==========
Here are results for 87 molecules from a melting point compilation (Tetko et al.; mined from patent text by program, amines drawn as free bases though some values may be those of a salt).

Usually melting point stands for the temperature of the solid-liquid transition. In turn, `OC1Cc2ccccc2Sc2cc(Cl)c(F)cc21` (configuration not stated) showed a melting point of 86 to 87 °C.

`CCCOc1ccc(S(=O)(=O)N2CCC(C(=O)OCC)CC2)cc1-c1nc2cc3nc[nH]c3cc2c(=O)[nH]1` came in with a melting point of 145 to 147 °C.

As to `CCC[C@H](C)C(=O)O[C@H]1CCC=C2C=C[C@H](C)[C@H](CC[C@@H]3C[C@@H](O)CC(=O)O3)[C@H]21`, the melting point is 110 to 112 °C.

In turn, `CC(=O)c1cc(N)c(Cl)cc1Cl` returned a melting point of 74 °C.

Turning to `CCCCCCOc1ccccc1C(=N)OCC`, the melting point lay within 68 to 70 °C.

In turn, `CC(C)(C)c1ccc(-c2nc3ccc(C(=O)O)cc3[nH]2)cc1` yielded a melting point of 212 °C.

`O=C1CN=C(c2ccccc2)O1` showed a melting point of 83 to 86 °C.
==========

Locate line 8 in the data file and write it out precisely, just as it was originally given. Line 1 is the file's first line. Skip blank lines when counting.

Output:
`O=C1CN=C(c2ccccc2)O1` showed a melting point of 83 to 86 °C.